MY GREEK TEACHER
The Classics teacher, Mr Crimmins, wasn't very particular about getting grammar and reality into some kind of alignment. Latin Grammar was a universe of its own where you could make the most unlikely statements, such as 'He was killed by, with, or from a table', and where you often found yourself addressing tables and other unlikely respondents.
Mr Crimmins didn't have much time for explaining things: 'Underline that, laddie,' he'd say, 'and write on the margin ablative absolute.' An ablative absolute was simply an ablative absolute, and I never learned any more from Mr Crimmins than how to recognize the physical presence of one in a text, for the purpose of answering the grammar questions in exams. In Greek, the genitive absolute received as short a shrift. Mr Crimmins was retentive about grammar, and told us only what we needed to know, as if telling us any extra would put us in danger of spilling the beans to the enemy.
There was another underlineable construction in Greek, the perfect participle passive, which Mr Crimmins made the class abbreviate in a mathematical way as p cubed - p3. The most impressive example of it occurred in The Peloponnesian War, a kind of historical horror story written by an Ancient Greek named Thucydides ('Tucky' for short). I forget the Greek words in this example of p cubed, but there were only two of them, and they managed to compact the whole idea of a community under prolonged siege, which is eventually driven out by starvation and disease to be slaughtered by their enemies. That was the kind of material The Peloponnesian War dealt with; we weren't entirely surprised when Mr Crimmins told us that Tucky committed suicide after writing the book.
The Classics teacher's translations were his own, from his head rather than notes, and painfully literal. I remember one example in particular from Xenophon's Anabasis: 'For the fallen snow was warm to whoever did not move of those lying down'. Mr Crimmins would interrupt his tortuous renderings and tell us to underline something: we'd write p3 or Gen Abs on the margins of our pocket-sized textbooks, and he'd resume the story of the Greeks returning from the service of the Great King (who was simply called 'king' in Greek, without the dignity of a capital or definite article, another unexplained grammatical mystery). The most memorable part of this story was when the soldiers were within sight of the sea that would take them back to their native land, and they all started running up a hill to see it, shouting Thalatta! Thalatta! as they ran.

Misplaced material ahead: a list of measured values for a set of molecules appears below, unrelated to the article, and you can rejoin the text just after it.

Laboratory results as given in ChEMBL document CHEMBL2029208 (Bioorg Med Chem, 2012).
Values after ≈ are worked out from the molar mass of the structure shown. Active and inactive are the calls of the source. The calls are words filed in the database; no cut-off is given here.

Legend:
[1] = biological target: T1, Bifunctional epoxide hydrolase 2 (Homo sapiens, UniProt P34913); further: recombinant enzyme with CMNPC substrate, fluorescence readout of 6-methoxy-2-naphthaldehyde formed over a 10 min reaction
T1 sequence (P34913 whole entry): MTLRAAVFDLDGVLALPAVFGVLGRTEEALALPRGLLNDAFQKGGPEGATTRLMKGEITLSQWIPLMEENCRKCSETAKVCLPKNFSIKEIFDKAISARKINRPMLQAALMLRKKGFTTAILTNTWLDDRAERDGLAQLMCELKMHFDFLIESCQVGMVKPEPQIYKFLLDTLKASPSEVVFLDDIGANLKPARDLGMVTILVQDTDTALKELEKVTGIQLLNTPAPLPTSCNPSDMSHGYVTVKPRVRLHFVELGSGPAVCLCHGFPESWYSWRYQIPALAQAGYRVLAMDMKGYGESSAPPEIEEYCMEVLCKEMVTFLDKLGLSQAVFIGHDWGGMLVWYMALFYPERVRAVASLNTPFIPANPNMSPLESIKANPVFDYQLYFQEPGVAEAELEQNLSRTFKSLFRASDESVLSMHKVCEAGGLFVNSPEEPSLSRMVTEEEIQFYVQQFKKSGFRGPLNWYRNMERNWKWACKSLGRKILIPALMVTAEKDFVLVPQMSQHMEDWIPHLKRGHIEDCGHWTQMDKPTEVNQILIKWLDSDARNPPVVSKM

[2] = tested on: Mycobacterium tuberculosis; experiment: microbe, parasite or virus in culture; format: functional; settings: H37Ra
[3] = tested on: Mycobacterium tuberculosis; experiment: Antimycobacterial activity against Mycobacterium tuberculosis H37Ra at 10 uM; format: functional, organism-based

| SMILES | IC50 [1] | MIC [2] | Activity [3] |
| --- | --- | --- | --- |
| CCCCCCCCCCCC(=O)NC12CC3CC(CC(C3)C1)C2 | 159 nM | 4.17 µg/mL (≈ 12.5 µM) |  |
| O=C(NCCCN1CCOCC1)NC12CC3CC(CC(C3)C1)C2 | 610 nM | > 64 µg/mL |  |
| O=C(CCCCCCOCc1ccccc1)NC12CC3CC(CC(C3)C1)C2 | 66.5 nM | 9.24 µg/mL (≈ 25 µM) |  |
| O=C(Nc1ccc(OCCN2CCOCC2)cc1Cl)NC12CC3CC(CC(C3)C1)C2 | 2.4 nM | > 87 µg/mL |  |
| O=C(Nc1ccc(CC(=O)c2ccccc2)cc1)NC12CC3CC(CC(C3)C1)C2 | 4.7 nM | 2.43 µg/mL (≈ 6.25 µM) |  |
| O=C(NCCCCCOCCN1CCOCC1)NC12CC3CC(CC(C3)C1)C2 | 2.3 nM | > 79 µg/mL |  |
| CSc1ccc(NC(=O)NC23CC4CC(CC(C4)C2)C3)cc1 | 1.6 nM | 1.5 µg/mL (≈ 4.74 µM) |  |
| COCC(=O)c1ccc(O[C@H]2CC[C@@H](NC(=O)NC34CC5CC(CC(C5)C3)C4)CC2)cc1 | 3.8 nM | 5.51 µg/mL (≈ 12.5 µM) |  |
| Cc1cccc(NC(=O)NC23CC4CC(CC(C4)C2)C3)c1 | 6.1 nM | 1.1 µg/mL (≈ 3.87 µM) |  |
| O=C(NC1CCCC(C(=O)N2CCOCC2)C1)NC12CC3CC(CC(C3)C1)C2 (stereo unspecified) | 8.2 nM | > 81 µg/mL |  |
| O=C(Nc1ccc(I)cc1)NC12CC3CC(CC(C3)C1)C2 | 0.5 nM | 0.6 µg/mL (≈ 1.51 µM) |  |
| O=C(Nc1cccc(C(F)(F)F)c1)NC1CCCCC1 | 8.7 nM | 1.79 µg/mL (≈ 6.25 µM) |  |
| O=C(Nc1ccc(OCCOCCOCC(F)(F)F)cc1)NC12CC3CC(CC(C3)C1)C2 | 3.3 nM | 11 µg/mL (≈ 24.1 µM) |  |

Mr Crimmins was a bit of an old codger, a squat little man with a moon-face, on top of which stood a wisp of silver hair. And his teaching was also like the moon, shedding just enough light to get you home. But he sometimes digressed from his subjects to make general and oft-repeated observations which revealed that his views, like his translations, were his own:
'Pope Leo XIII's Rerum Novarum was a social charter for the poor and the working classes, laddie. And do you know which country was the first to implement it? Pagan England. Pagan England, laddie.'
Greek was in competition with history because the students had to choose between them after the Intermediate Certificate exams. Mr Crimmins had a poor view of history: 'Always remember this, laddie: the unemployed read history in the local library.'
He always addressed the class as 'laddie', as if we were all one, which we were to him, I suppose - some kind of noisy animal with a lot of tentacles, and a mouth at the end of each tentacle - because he wasn't very good at keeping order.
His favourite expression of all, though, was festina lente: 'Hasten slowly, laddie. That's how you'll pass your exams. The old Romans were right, you know. That's how they built up an empire. They hastened slowly. Festina lente. That's what does it, laddie.'
The Greek soldiers in Xenophon's Anabasis who didn't want to get up were like the college boys in the mornings when the dean came into the dormitory and walked to the end of it and back again, clapping his hands. The Greek soldiers were also in warm beds, although their topmost blankets were made of snow, and they didn't want to get up any more than the boys did. Xenophon had to go around like the dean and give a prod to those who were not getting up. Sometimes one of the boys would tell the dean that he had a cold or the flu, and, after careful scrutiny of the boy's face, the dean might or might not allow him to stay in bed.
Xenophon's men couldn't stay in bed because they had to march on, and anyway they'd catch their death if they remained under the snow. I once told Father Acanthus, who was substituting on the dean's day off, that I had a cold; I thought he might be a soft touch. But Acanthus knew that I was shamming, and he gripped the bed by its frame, turned it over and landed me on the floor. Everyone laughed because Acanthus was a wizened, wiry little priest who performed boyish pranks to correct the pranks of the boys. Sometimes a chap would sham illness simply for a dare, to see what would happen. Anything to make life interesting.
The boys in their iron beds in the dormitories after the lights out probably cuddled into some comforting memory or prospect as they drifted into sleep - of home, of their mothers, of the holidays. No doubt the sucks in the college were mostly boys who missed their mothers a lot. Mammy's boys. But the Spartans were a warlike race, and their children were taught to be warriors from an early age. Christians were expected to put on the armour of light. It was a paradox to say hasten slowly, but it wasn't an example of oxymoron, which is when the adjective contradicts the noun. It was hard to know how you could hasten slowly. Sleep came to me as I tried to figure it out.
(From memoir in progress, The Hungarian for Cheese)